First off, how do you know what is lacking in your diet? Do you perform a nutritional analysis of your meal plan and compare it to the RDA? Do you go to the lab and have a work up done? The vast majority of people who buy supplements do nothing of the sort. About the only time they get a scientific analysis is when they develop a conditon and seek professional help. The rest of the people arbitrarily decide what they need, usually taking a shotgun approach, and take a whole bunch of stuff. So IMO it is debatable whether all these people actually 'need' their supplements. Taking unecessary supplements is often not harmful but some are expensive; if they really arent helpful why would I want to buy them...
Secondly, the North American diet is hardly optimal. There are many improvements that the average person can make before resorting to supplements. The question is do they want to? A danish is not a complete breakfast. A sandwich does not make potato chips and soda a healthy meal. A refined protein powder + refined carb post workout shake is a great source of empty calories. Of all the people you know how many are committed to eating 5+ balanced, whole food, junk food free, meals per day? I wonder how many people use supplements as a crutch to justify them not making healthy dietary changes...
Hey I'm more than willing to be proven wrong. From where did you source that fact?Originally Posted by Mass_69
08-22-2006, 01:31 PM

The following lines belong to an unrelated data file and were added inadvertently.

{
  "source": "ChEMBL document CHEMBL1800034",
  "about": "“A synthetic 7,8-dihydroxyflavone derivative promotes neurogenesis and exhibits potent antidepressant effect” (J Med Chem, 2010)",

A study I read a few years ago showed that if an american ate a well balanced 3000 calorie diet that they would still be lacking in some nutrients. Imagine if your average man and women ate the many calories.
08-22-2006, 01:48 PM
That's the thing though, Nitrox, though I agree that a superior diet is the way to go..I just don't think there are that many people who honestly have one. I sure don't and indeed I do try to make up for this with supplements because I know I lack the dietary discipline to get those 5 servings of veggies and enough fiber. Many dietary purists sneer at this approach, but realistically I think it has value in today's world if one is unwilling, as most are, to eat perfectly 100% of the time.
And taking a little extra folic acid or whatever is certainly better than being deficient or running the risk of deficiency.
If I could afford the comprehensive blood nutrient panel that costs $1500, I'd do it out of curiosity.
08-22-2006, 02:24 PM
No definition discrepency, you just misread/misunderstood my statement. I had a comma separating the two (processing & calorie density), as I was making examples of how our food supply has evolved, and I did not say whole foods when referring to processing, etc.Originally Posted by Nitrox
What is an "optimal diet" to you? "Whole foods," in which much of the vitamin & mineral content has dramitically dropped in recent decades? Organic foods? Even "organic" foods are processed to an extent.Originally Posted by Nitrox